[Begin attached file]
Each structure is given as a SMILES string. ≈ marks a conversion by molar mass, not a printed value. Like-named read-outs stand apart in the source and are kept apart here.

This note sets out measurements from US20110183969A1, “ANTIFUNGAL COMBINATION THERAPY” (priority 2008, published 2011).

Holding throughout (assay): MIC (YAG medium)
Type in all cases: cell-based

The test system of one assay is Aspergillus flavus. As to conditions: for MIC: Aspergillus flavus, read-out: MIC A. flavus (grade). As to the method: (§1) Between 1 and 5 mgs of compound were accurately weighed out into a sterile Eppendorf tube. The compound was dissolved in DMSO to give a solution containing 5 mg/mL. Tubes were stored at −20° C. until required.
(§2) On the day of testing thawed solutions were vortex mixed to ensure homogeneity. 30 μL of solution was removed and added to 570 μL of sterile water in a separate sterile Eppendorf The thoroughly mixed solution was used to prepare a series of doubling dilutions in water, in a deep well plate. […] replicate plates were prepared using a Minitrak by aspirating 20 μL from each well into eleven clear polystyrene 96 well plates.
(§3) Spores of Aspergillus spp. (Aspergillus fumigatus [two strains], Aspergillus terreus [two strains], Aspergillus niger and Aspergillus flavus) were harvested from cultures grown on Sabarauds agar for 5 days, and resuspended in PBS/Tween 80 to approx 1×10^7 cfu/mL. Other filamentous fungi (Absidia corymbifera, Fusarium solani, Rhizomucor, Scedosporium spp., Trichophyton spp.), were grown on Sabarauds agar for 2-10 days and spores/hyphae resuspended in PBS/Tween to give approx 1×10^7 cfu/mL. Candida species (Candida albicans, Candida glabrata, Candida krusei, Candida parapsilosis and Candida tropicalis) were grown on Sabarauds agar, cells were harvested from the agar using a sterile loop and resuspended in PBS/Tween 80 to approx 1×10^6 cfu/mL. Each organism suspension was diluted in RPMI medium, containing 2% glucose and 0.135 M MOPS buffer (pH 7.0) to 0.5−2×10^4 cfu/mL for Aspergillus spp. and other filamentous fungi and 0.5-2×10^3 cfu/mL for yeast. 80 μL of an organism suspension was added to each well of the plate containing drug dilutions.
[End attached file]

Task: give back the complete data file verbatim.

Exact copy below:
Each structure is given as a SMILES string. ≈ marks a conversion by molar mass, not a printed value. Like-named read-outs stand apart in the source and are kept apart here.

This note sets out measurements from US20110183969A1, “ANTIFUNGAL COMBINATION THERAPY” (priority 2008, published 2011).

Holding throughout (assay): MIC (YAG medium)
Type in all cases: cell-based

The test system of one assay is Aspergillus flavus. As to conditions: for MIC: Aspergillus flavus, read-out: MIC A. flavus (grade). As to the method: (§1) Between 1 and 5 mgs of compound were accurately weighed out into a sterile Eppendorf tube. The compound was dissolved in DMSO to give a solution containing 5 mg/mL. Tubes were stored at −20° C. until required.
(§2) On the day of testing thawed solutions were vortex mixed to ensure homogeneity. 30 μL of solution was removed and added to 570 μL of sterile water in a separate sterile Eppendorf The thoroughly mixed solution was used to prepare a series of doubling dilutions in water, in a deep well plate. […] replicate plates were prepared using a Minitrak by aspirating 20 μL from each well into eleven clear polystyrene 96 well plates.
(§3) Spores of Aspergillus spp. (Aspergillus fumigatus [two strains], Aspergillus terreus [two strains], Aspergillus niger and Aspergillus flavus) were harvested from cultures grown on Sabarauds agar for 5 days, and resuspended in PBS/Tween 80 to approx 1×10^7 cfu/mL. Other filamentous fungi (Absidia corymbifera, Fusarium solani, Rhizomucor, Scedosporium spp., Trichophyton spp.), were grown on Sabarauds agar for 2-10 days and spores/hyphae resuspended in PBS/Tween to give approx 1×10^7 cfu/mL. Candida species (Candida albicans, Candida glabrata, Candida krusei, Candida parapsilosis and Candida tropicalis) were grown on Sabarauds agar, cells were harvested from the agar using a sterile loop and resuspended in PBS/Tween 80 to approx 1×10^6 cfu/mL. Each organism suspension was diluted in RPMI medium, containing 2% glucose and 0.135 M MOPS buffer (pH 7.0) to 0.5−2×10^4 cfu/mL for Aspergillus spp. and other filamentous fungi and 0.5-2×10^3 cfu/mL for yeast. 80 μL of an organism suspension was added to each well of the plate containing drug dilutions.